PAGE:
– Cancer

“Tea is one of the single best cancer fighters you can put in your body,” according to Mitchell Gaynor, MD, director of medical oncology at the world-renowned Strong Cancer Prevention Center in New York City and co-author of Dr. Gaynor’s Cancer Prevention Program. The latest tea discovery? Strong evidence that both green and black tea can fight cancer-at least in the test tube-though green tea holds a slight edge. In a new study, both teas kept healthy cells from turning malignant after exposure to cancer-causing compounds.

 People who drink about 4 cups of green tea a day seem to get less cancer. Now we may know why. In recent test-tube studies, a compound called EGCG, a powerful antioxidant in tea, inhibited an enzyme that cancer cells need in order to grow. The cancer cells that couldn’t grow big enough to divide self-destructed. It would take about 4 cups of green tea a day to get the blood levels of EGCG that inhibited cancer in the study. Black tea also contains EGCG, but at much lower concentrations.

 – Cholesterol

Tea can lower ‘bad’ cholesterol levels. Researchers at the Beltsville Human Nutrition Research Center in Beltsville, Maryland, asked test subjects to eat low-fat, low-calorie prepared meals and drink five cups of caffeinated tea or caffeinated and non-caffeinated placebos that mimicked the look of tea. Levels of low-density lipoprotein (LDL) cholesterol dropped 10 percent among the test subjects who drank tea.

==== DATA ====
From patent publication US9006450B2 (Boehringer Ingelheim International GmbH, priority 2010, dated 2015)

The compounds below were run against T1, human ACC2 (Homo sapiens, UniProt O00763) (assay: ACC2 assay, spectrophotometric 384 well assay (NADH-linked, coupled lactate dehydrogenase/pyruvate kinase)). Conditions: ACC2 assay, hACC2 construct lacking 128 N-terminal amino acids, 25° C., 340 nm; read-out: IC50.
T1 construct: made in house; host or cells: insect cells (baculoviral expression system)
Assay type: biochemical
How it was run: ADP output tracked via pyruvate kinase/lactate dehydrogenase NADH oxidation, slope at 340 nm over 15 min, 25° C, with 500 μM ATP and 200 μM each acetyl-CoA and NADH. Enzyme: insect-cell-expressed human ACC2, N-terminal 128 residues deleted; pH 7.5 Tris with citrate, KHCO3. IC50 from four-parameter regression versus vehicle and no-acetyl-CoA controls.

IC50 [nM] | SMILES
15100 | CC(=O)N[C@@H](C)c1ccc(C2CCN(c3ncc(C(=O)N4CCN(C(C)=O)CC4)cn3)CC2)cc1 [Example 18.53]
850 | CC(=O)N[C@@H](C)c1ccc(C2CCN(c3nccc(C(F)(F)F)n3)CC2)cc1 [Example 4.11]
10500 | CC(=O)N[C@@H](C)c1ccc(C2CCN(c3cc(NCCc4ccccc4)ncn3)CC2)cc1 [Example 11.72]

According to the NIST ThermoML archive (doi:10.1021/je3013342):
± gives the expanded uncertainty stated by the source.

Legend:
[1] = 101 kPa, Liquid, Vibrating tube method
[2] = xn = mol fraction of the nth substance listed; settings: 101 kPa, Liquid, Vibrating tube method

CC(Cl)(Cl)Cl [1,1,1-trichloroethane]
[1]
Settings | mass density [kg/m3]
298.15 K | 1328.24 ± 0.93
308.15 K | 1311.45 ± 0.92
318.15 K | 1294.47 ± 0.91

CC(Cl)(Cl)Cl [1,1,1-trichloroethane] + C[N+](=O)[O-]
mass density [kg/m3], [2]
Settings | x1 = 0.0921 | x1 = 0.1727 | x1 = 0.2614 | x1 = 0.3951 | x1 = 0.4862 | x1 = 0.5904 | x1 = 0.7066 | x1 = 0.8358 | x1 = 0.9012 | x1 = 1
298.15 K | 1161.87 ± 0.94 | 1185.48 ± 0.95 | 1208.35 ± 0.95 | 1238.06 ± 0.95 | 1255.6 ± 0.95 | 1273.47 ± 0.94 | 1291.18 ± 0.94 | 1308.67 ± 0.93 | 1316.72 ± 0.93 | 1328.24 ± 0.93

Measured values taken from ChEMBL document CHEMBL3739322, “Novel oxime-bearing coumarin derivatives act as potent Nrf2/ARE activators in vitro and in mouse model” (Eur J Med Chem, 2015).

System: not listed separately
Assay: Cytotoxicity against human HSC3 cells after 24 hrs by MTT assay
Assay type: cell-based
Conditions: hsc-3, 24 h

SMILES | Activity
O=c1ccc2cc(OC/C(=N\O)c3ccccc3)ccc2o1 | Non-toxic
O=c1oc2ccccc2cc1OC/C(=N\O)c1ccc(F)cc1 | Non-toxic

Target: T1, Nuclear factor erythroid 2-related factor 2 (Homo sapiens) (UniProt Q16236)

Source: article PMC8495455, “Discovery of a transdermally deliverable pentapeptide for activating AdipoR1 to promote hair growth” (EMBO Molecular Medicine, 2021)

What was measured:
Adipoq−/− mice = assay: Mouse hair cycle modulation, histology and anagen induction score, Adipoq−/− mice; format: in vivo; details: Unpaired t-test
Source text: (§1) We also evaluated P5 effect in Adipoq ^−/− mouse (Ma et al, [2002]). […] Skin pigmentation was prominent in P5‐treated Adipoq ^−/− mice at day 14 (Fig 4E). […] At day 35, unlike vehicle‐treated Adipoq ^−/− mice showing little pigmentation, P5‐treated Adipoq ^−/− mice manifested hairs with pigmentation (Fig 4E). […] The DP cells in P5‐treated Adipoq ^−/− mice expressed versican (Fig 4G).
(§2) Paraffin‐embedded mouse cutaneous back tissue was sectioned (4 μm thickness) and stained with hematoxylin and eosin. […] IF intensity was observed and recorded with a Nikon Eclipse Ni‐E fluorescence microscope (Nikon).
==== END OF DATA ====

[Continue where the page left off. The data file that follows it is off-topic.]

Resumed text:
– Heart Disease

Drinking black tea may lower the risk of heart disease because it prevents blood from clumping and forming clots. In a recent study, researchers found that while drinking black tea, the participants had lower levels of the blood protein associated with coagulation.

 Better to be deprived of food for three days than tea for one,Ó says a Chinese proverb. Research is showing it may just be true. Dr. Kenneth Mukamal of Boston’s Beth Israel Deaconess Medical Center reported that out of 1,900 heart-attack patients, those who drank two or more cups a day reduced their risks of dying over the next 3.8 years by 44 percent.

 – Weight Loss

Trying to lose weight? Reach for a cup of green tea instead of a diet beverage. Compared to the placebo and caffeine, green tea extract consumption produced a significant 4% increase in 24-hour energy expenditure. If you consume 2,000 calories per day and don’t gain or lose weight (you’re in energy balance), an increase of 4% would translate roughly into an 80-calorie daily difference. Over a year, this could result in 89 pounds of weight loss.

 Recent evidence shows that in the battle of fat loss, green tea may be superior to plain caffeine. According to a new study, green tea appears to accelerate calorie burning – including fat calories. Researchers suggest compounds in green tea called flavonoids may change how the body uses a hormone called norepinephrine, which then speeds the rate calories are burned.

 To sum it up – by drinking 2-4 cups a day of tea, you can reap in the numerous curative and preventive tea benefits.

 File No:Health Benefits of Tea- CTS26